It can be hot, dirty and spartan, but the rewards in mining are worth the toil.
Half the country's 10 top-paying professions are in mining and related
industries, according to the Australian Bureau of Statistics.
Depending on experience and qualifications, wages range from $40,000 to
$260,000-plus, according to Miningcareers.com. It's good money.
The money in mining has to be good because the male-dominated outback
trade lives up to its rough image, says the mining consultant Jack
Caldwell, whose grandfather died in a rockburst.
Caldwell acknowledges that, instead of burrowing through rock, open-pit
workers perch in cooled or heated cabins, manipulating impressive
machinery. But you can only automate so much, he says.
"Sadly, the image of a grubby, hard-hat miner crawling through a tunnel is still true," he adds.
At heart, mining apparently means dangerous underground toil. Think
drilling, blasting, "mucking" and shunting ore-laden rock, for long
hours, in step with vast demand.
Fuelled by resource-hungry China, the industry built on minerals
including gold, gas and iron ore is booming. Cue an avalanche of
opportunity. People with recent and relevant mining experience are in
demand, according to Miningcareers.com, which states that
TAFE-accredited certificates - level III or higher - in relevant areas
Vacancies exist for geologists, environment technicians, blast
engineers, laboratory analysts and "reliability assurance managers",
among other specialists.
Australia has too few skilled workers to fill all the gaps. So mining
firms have been forced to offer pay rises of more than 5 per cent and
better hours to retain skilled workers.
Unskilled workers are also welcome and poised to prosper, the Prime
Minister, Julia Gillard, says. In a February speech to business leaders
in Melbourne, Gillard said mining's high wages promised labourers the
chance to get rich quick, like "a magnet dragging iron filings towards
The boom, touted as unrivalled since the 19th-century gold rush, centres
on Western Australia's $43 billion Gorgon liquefied natural gas project
(see gorgonjobs.kjv.com.au), giant coal-seam gas developments in
central Queensland's Gladstone and the BHP Billiton and Rio Tinto
iron-ore expansions in the Pilbara - the sparsely populated corner of
Western Australia known for its vast mineral deposits.
In addition, there's the predicted $30 billion expansion of BHP
Billiton's uranium and copper mine at South Australia's Olympic Dam,
which one analyst, David Upton, predicts will become the world's largest
mine. Then there are seams of uranium, copper, zinc and even that hard,
heavy element deployed in electronics, tantalum.
The demand for shiny metals of all kinds looks solid.
"There's no advice to me that would cause me concern about Chinese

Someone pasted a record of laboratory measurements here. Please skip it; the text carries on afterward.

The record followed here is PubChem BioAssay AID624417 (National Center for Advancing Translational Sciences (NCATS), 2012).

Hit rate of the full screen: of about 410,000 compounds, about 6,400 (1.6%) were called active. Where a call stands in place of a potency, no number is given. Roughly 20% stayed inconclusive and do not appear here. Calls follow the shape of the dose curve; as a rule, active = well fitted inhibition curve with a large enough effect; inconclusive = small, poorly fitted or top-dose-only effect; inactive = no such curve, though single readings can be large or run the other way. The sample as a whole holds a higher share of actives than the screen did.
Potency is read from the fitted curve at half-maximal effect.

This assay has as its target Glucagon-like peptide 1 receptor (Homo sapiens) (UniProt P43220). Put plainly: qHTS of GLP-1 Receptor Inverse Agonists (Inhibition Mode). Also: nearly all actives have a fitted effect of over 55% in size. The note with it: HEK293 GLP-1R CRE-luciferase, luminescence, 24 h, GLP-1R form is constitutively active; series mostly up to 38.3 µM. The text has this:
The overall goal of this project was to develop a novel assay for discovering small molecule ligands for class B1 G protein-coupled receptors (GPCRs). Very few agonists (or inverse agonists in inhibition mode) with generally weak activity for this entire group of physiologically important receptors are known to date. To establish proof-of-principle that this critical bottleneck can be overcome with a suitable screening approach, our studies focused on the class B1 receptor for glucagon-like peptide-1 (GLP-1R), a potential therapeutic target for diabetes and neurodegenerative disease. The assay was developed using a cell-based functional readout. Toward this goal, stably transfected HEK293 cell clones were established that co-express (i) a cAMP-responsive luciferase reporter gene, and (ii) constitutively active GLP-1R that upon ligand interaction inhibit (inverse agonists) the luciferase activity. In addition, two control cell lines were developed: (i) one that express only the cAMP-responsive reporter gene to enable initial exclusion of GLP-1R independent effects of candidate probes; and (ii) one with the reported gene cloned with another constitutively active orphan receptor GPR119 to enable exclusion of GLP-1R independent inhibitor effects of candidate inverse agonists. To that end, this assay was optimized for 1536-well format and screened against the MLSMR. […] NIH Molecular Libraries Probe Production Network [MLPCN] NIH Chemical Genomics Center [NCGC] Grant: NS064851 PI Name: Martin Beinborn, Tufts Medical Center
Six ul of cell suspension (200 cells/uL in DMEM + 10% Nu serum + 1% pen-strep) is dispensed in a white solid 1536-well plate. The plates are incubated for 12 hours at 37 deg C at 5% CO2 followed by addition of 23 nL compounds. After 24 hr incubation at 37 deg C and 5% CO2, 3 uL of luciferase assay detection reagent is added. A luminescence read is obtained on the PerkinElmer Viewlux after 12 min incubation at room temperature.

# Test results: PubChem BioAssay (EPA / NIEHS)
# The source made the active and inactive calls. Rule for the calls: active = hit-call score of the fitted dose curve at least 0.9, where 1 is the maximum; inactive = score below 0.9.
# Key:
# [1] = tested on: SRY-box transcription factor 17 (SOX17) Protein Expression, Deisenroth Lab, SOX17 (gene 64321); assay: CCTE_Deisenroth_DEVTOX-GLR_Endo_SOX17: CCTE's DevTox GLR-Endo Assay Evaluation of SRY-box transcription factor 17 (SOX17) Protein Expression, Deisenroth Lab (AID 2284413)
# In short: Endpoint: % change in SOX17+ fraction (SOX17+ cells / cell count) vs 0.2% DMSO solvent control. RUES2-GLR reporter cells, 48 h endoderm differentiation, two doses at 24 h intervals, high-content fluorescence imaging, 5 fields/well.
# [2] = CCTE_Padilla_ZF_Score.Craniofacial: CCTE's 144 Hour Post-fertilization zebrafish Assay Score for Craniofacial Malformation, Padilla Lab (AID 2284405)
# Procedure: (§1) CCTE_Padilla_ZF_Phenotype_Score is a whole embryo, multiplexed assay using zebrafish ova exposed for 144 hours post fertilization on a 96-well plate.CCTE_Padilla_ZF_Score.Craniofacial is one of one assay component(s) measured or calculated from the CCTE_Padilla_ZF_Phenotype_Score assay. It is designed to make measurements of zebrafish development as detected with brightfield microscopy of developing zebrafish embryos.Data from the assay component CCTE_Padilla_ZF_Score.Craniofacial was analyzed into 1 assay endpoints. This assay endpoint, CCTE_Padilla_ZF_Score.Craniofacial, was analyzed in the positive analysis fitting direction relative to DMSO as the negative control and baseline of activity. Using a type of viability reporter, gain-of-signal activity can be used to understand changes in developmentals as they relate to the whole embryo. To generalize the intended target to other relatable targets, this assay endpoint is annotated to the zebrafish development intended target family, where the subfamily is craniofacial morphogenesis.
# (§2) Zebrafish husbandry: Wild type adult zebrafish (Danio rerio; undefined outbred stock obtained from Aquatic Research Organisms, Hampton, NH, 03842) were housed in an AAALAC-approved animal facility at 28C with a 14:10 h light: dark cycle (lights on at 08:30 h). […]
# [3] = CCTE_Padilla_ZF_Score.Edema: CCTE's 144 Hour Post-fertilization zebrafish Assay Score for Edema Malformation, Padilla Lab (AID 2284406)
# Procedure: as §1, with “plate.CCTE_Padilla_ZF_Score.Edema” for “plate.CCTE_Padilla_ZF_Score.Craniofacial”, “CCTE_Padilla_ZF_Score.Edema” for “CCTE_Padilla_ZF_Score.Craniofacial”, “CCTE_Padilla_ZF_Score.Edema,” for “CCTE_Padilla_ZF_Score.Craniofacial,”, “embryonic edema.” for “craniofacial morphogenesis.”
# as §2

demand collapsing," Gillard told Bloomberg on September 15, also
describing the resources sector as "turbocharged".
If you want to be part of the boom, the freelance mining engineer and
risk management expert Jamie Ross has some advice. First, learn what
working in the industry feels like by scouring the internet and viewing
video sharing site-mining footage.
Clarify why you want to work in the industry, besides money. Sell
yourself as an all-rounder with a strong work ethic, a co-operative
outlook, the ability to learn new skills fast and a keen grasp of the
importance of work safety.
Also ooze enthusiasm and persevere. Despite the skills shortage, stiff competition for entry-level "clean-skin" jobs exists.
Should you be thwarted, look for roles that can be stepping stones to
jobs with proper mining operations. Jobs at mining camps and with mine
suppliers and mining contractors make excellent entry pathways - if you
are serious about mining.
All that glitters
You might prefer a financial services job - ranked 10th on the payment
scale by the Australian Bureau of Statistics - given the pressure that
Echoing Caldwell, Ross describes the work as "dirty, hot and hard".
What's more, Ross says, you are far from big-city life and the sea's
soothing influence. So mining is only a dream job for workers
comfortable with spartan conditions and isolation.
And explosives are critical to extracting the riches buried in the wide, brown land.
■Mining occupies a key place in the nation's economy. Although it is one
of the smaller sectors, it is the most important exporter, according to
the market researchers IBISWorld.
■Mining is expected to generate about $208.9 billion in 2011-12, up from
$138.8 billion in 2006-07, yielding average annual growth of 8.5 per
cent. Revenue is expected to grow by 12 per cent in 2011-12, after
expanding 20 per cent in the previous year as the sector rebounded from
the global financial crisis.
■The mining sector is expected to generate about 8.2 per cent of
Australia's gross domestic product in 2011-12. The sector's 2500
companies employ about 130,000 people, paying about $16,780 million in
wages in 2011-12.